The impact of hypertension and diabetes on outcome in patients undergoing percutaneous coronary intervention.
ABSTRACT Information relating the outcome of percutaneous coronary intervention to diabetes mellitus or hypertension is limited. The study objective was to describe the outcome in patients undergoing percutaneous coronary intervention in relation to diabetes and hypertension.
Data were extracted from 5 national registers: the Swedish Coronary Angiography and Angioplasty Register (all percutaneous coronary interventions), the Prescribed Drug Registry (all prescribed pharmaceuticals purchased in Swedish pharmacies), the Swedish Hospital Discharge Register (data on myocardial infarction, revascularization, stroke, and congestive heart failure from in-hospital and specialist health care), and the National Population Register and Cause of Death Register (data on death). We included all "first percutaneous coronary interventions" between January 1, 2006, and December 31, 2008 (n=44,268; followed an average of 1.9 [± 0.9] years).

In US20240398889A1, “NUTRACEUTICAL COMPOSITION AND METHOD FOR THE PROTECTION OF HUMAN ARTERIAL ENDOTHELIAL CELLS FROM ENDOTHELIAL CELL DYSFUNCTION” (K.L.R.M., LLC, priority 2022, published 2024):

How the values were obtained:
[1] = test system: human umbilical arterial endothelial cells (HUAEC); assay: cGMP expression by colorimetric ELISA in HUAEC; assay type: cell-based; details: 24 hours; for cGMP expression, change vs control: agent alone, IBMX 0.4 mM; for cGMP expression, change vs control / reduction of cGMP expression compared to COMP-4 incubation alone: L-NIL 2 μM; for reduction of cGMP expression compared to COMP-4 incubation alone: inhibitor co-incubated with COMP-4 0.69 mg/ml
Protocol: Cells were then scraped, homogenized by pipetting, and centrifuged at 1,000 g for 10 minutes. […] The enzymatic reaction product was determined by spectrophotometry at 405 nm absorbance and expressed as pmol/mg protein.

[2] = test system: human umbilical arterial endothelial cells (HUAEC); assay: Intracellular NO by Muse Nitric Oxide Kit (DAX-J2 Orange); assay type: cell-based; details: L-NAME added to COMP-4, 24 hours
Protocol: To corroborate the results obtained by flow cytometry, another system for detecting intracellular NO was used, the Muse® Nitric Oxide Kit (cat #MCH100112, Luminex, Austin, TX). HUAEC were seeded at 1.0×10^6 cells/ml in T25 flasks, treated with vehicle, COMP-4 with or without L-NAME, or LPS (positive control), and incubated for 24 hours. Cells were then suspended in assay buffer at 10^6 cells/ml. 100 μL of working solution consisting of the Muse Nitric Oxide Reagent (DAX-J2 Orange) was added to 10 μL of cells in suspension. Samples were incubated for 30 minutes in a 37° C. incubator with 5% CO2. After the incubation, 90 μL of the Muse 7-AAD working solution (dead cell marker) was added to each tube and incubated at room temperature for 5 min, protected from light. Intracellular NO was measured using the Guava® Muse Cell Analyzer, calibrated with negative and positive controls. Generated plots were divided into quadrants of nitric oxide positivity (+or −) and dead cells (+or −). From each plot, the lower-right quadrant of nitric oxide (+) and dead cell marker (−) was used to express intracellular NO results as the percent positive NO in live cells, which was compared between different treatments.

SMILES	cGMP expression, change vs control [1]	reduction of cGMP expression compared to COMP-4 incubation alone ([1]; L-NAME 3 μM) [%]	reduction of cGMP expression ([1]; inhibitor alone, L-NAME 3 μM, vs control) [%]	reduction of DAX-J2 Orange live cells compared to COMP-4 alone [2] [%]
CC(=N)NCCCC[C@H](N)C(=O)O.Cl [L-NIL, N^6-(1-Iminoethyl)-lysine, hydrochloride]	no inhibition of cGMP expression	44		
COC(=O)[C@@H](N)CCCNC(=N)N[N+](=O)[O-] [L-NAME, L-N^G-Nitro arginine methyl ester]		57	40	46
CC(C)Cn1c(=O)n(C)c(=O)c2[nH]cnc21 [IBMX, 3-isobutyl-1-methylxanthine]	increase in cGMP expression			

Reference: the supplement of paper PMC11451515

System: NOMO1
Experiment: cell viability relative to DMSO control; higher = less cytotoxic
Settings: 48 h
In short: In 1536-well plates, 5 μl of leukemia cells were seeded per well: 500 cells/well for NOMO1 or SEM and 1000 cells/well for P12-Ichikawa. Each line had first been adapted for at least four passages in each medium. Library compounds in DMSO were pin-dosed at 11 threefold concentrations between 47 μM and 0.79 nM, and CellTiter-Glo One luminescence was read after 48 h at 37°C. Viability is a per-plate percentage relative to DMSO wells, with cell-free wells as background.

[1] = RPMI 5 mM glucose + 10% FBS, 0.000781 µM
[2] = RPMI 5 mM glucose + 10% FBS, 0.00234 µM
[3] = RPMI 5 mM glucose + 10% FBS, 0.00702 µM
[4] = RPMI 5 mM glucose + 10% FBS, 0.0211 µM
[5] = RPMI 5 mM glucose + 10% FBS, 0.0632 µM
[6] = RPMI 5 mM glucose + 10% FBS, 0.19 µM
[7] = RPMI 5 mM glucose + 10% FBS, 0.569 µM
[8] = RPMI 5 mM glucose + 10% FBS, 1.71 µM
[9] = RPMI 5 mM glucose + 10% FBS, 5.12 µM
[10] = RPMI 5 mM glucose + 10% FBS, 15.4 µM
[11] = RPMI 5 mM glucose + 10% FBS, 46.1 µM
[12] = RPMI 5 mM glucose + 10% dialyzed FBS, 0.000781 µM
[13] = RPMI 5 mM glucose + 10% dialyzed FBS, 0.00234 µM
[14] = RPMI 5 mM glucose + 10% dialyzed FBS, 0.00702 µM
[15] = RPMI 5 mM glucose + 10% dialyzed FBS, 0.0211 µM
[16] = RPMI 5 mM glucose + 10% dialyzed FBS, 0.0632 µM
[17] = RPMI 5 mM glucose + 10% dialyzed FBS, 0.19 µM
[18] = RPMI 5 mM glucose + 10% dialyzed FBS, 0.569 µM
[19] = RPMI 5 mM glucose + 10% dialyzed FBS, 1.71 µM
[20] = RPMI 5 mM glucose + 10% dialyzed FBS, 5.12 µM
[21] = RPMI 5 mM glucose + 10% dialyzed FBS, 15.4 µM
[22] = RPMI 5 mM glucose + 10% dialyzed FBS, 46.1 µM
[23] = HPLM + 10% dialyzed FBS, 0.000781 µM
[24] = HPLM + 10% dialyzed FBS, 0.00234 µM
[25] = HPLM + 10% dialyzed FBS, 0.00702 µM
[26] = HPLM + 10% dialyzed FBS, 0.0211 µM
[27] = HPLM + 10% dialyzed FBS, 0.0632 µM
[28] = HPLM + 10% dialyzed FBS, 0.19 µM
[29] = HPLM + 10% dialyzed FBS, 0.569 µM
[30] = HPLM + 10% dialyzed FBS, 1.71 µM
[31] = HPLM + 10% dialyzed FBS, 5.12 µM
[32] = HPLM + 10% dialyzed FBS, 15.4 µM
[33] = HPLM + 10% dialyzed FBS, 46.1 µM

Mortality was 6.4% and highest in patients with diabetes plus hypertension. Hypertension per se did not increase mortality or the risk for repeat intervention, but carried a 10% increased risk for subsequent myocardial infarction, increasing to a 4-fold increase when combined with diabetes. Stroke occurred in 2%; the importance of hypertension was evident in nondiabetic patients, but even stronger in diabetic patients. Congestive heart failure caused hospital admission in 8%, with a negative influence from hypertension with and without diabetes.
After percutaneous coronary intervention and with modern pharmacotherapy, diabetes had a negative effect on the outcome, especially when combined with hypertension. Hypertension per se was not associated with increased mortality but with an increased risk for myocardial infarction, stroke, and congestive heart failure, probably related to widespread coronary artery disease. Improved diabetes care might improve the prognosis.